A software or more precisely its program code is considered ‘Open Source’ if the software
- may be freely copied, distributed and used, including commercial use.
- may be modified and passed on in its modified form.
- license fulfills the Open Source requirements.
‘Open Source’ is the technical term for open software in the sense of freely modifiable and usable software. The source code may not only be analyzed but also manipulated. The modified code is considered Open Source as well and can therefore be used by third parties as well. Note that Open Source software is not Freeware and not Shareware.
1969 AT&T develops the first version of UNIX but it is not used commercially. For a small fee universities are allowed to use UNIX. Over time a community is forming which is writing freely available software fore UNIX.
1984 AT&T is using UNIX commercially. From now on the source code is not open any more and developers are not allowed to work on free UNIX projects. Richard Stallman founds the GNU project. The goal is to build a UNIX-like system based entirely on free software.
1991 Linus Torvalds develops the free operating system Linux. He calls for all developers to use his code arbitrarily and to write Open Source software for Linux.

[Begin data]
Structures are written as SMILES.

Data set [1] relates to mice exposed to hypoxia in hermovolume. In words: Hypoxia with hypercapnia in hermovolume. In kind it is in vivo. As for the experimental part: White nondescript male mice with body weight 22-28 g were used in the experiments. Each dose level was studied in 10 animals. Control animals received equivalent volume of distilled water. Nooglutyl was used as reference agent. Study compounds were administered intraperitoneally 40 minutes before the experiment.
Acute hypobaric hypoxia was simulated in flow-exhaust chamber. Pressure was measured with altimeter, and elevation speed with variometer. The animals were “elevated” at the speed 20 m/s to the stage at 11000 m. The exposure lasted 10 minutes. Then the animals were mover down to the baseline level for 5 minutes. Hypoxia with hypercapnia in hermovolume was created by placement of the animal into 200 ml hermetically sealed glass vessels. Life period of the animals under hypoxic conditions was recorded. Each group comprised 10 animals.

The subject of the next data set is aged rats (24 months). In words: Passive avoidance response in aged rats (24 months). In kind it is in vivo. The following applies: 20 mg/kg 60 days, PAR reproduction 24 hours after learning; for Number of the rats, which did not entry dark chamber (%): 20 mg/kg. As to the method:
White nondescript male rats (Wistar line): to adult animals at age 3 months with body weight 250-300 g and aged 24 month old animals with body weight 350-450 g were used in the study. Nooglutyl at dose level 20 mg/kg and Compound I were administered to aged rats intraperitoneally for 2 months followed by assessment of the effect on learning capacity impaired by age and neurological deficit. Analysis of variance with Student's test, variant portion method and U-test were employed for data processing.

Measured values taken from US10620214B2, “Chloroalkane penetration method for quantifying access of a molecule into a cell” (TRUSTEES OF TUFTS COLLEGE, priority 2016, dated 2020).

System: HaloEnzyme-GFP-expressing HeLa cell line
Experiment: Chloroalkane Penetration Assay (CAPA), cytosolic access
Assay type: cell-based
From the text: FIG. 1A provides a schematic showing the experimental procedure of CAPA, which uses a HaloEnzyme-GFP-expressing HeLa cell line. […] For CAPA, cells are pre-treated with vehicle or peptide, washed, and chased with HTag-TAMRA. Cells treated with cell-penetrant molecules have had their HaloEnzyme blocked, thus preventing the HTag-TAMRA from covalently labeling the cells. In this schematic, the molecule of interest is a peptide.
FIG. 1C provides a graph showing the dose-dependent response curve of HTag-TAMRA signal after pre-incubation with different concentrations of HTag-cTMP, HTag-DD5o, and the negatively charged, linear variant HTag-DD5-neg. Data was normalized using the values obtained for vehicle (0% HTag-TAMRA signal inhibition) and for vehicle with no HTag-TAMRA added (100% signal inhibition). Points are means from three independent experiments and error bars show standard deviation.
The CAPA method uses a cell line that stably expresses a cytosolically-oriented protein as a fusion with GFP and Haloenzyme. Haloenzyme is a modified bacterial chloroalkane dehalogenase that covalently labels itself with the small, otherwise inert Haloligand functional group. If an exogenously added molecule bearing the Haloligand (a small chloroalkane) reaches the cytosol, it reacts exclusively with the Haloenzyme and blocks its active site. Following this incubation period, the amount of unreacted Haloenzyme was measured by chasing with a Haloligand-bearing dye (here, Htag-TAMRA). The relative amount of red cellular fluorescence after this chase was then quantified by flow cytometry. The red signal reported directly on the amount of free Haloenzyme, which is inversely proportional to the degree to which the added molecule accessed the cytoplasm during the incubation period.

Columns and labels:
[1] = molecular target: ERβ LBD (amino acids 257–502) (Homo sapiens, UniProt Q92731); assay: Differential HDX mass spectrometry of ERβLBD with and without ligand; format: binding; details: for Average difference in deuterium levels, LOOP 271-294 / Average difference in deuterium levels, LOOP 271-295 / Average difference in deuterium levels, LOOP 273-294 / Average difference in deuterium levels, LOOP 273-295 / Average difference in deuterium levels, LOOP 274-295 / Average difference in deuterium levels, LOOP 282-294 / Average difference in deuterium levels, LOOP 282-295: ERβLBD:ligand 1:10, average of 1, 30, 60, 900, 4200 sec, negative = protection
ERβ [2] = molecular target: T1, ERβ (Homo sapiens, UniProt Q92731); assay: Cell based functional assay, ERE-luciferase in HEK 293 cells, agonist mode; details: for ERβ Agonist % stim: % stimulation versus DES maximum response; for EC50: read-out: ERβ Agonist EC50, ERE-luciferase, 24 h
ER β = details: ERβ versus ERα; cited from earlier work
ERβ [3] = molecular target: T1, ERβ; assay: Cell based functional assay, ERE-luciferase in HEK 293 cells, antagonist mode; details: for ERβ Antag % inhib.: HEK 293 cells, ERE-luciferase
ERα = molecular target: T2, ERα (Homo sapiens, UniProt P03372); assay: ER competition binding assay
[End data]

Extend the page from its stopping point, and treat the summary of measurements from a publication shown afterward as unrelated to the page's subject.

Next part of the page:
1998 Netscape publishes the source code of its Navigator. As an offspring several Open Source projects are initiated including the Mozilla project. In April of that year several well-known IT experts announce to support the term ‘Open Source’ instead of free software. This draws the media s attention to the Open Source community.
Today there are many Open Source projects. In particular in the Linux/UNIX arena substantial amounts of software are Open Source.
Open Source License
Such a license has to follow the directives of the Open Source Initiative. These directives, the so-called Open Source Definition (OSD), are not identical with the GPL (GNU General Public License) for free software. The OSD covers the following items:
- Free distribution
The license may not ask for any fees and may not prohibit commercial use.
- Source code
The software must be readable in its source code in a non-obstructive form.
- Deduced work
Modified Open Source software must apply the same license as was used in the software package it is based on.
- Integrity of the author�s source code
The license must explicitly allow the distribution of modified software but may ask for logging of new versions and names.
- No discrimination of people or groups
Specific people or groups may not be excluded from using Open Source software to maximize the effect of Open Source development.
- No restriction for specific applications
The license must allow using the software for any purpose, e.g. also for genetic sciences.
The license must be applicable to all users of the software without disabling the license indirectly by additional licenses.
- Not product specific
The license must not be specific to a particular product or distribution.
The license may not interfere with any other software
- Not technology specific
The license may not bind the software to specific hardware platforms or technologies.